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Gloucester City: Philadelphia's Historic Immigrant Port of Entry

Hidden New Jersey:Sunday, July 28, 2013

 

Ask just about anyone where America's "Golden Door" of immigration stood in the late 19th and early 20th century, and they'll bring up Ellis Island. Most Americans, however, don't realize that there were several other, smaller immigration facilities at ports and border crossings around the country. Among them was the port of Philadelphia station at Gloucester City, New Jersey.
 
Gloucester City Immigration Station Hidden NJ
The former Gloucester City Immigration Station
is now home to a port-related business.

Standing rather plainly at the city's port, the three-story, white block building lacks the grandeur of its cousin near the Statue of Liberty. In fact, if you didn't know its history, you'd have no idea that it was anything more than a very sturdily-built office building. When I visited to get a lay of the land, I had to do a quick check on the smartphone to compare an old historic photo against the building before me. No plaques or notations give the casual passer-by any indication that within this structure, new arrivals were welcomed into the United States while others were detained before their inevitable deportation.

How did the Philadelphia immigration station end up in New Jersey? It seems to be the confluence of two classic issues: insufficient funding and a well-connected property owner. Immigration officials had long inspected ship passengers at a waterfront facility owned by the Pennsylvania Railroad, expanding the building as the number of incoming vessels and immigrants grew. The city constructed a municipal inspection station at another pier as other shipping lines increased their immigrant transports.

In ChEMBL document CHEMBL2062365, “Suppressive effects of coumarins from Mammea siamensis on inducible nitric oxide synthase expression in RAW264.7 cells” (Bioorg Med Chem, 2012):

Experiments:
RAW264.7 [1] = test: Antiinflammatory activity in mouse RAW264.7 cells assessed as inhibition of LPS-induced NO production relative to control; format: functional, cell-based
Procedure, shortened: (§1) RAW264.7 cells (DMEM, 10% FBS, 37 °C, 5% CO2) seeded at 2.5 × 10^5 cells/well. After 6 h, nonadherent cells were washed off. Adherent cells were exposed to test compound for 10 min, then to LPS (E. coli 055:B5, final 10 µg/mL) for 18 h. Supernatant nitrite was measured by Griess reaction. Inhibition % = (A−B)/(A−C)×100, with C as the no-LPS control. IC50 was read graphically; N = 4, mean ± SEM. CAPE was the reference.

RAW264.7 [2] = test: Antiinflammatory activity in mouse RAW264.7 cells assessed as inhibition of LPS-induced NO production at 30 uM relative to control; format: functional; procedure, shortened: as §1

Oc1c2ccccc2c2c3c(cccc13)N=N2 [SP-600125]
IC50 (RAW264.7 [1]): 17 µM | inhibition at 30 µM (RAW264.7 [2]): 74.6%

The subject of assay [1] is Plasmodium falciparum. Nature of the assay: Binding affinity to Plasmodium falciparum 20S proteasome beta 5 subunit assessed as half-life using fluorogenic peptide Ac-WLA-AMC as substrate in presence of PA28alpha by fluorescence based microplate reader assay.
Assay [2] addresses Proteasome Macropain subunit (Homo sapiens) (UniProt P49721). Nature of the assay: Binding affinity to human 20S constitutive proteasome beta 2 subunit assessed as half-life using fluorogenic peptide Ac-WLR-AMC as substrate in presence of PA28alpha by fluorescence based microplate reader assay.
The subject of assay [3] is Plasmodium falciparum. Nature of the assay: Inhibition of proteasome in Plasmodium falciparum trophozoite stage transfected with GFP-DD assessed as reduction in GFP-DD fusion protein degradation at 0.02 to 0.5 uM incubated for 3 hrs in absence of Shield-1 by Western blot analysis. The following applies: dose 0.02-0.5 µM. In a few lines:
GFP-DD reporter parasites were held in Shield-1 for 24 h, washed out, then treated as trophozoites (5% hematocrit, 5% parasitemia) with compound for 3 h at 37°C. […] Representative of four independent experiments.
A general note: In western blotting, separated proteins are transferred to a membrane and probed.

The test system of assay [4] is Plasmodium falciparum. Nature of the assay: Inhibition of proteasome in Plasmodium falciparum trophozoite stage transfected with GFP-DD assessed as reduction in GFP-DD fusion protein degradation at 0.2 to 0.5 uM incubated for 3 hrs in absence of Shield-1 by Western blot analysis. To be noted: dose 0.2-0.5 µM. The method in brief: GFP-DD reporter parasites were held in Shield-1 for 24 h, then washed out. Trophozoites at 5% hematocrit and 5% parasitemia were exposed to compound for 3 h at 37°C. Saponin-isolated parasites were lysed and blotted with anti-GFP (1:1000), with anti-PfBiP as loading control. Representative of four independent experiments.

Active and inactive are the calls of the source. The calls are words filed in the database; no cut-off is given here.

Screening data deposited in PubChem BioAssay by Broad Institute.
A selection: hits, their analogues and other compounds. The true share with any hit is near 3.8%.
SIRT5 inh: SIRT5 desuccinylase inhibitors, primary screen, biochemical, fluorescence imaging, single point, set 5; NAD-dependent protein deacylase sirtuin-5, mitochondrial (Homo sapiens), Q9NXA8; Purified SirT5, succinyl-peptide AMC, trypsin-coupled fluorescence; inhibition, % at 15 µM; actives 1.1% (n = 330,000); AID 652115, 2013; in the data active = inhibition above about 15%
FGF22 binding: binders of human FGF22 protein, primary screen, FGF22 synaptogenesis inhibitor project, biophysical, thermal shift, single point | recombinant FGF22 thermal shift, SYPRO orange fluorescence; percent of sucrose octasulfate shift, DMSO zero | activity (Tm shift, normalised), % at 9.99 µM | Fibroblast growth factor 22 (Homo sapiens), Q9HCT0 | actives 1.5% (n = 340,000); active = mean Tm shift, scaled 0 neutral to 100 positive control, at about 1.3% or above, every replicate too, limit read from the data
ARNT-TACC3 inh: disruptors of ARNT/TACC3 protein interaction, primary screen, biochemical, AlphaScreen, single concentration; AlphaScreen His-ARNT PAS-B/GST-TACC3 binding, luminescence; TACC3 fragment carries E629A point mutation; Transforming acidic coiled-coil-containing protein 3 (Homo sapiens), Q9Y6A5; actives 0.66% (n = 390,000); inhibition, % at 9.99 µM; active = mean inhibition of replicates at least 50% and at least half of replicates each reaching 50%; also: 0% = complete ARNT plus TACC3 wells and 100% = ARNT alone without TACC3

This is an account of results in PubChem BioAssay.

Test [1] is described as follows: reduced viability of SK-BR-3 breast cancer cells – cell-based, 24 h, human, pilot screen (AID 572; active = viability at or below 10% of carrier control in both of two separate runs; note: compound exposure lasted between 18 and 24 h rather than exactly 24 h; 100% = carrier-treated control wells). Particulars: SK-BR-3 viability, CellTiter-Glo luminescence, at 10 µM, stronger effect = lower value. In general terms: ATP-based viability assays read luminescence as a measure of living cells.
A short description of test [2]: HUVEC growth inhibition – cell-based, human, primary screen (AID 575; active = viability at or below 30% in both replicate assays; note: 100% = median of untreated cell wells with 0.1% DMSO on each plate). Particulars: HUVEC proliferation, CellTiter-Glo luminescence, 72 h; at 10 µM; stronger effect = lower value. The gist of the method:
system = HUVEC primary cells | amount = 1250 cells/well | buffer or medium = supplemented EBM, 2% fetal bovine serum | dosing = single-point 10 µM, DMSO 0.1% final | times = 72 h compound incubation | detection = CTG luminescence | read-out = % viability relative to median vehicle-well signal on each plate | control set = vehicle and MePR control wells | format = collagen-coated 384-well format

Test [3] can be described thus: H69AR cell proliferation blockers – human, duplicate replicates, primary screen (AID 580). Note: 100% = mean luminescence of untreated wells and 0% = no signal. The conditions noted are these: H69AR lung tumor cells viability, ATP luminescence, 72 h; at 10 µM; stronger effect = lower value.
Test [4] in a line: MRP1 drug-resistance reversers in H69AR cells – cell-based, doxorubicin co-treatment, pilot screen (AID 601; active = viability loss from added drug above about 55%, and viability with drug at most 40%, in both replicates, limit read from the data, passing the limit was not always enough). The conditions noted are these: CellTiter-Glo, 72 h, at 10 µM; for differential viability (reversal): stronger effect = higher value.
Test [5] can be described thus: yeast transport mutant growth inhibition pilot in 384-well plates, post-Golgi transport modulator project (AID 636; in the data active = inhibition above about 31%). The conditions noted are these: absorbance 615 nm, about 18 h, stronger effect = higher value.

Buckle_upAround the same time, federal officials were looking for ways to relieve overcrowding at Ellis Island, which was regularly seeing thousands more immigrants a day than it was designed to handle. By opening larger facilities at Philadelphia and elsewhere around the country, officials hoped to shunt some of the traffic away from New York. Only problem was, the $250,000 that Congress allocated to open a new facility at Philadelphia was insufficient to buy any of the valuable port property on that side of the Delaware.

In a stroke of dubious luck, an ideal spot was located just on the other side of the river, in (you guessed it) Gloucester City. Politically-connected, headline-grabbing entrepreneur William Thompson just happened to own five acres of riverfront property he was willing to sell to the government for $100,000. The self-styled "Duke of Gloucester" was even willing to throw in his own home, an extravagant Victorian mansion which was repurposed as an administration building. The federal government erected the white building to handle the day-to-day tasks of processing new arrivals: inspection, detention, hearings and deportation.

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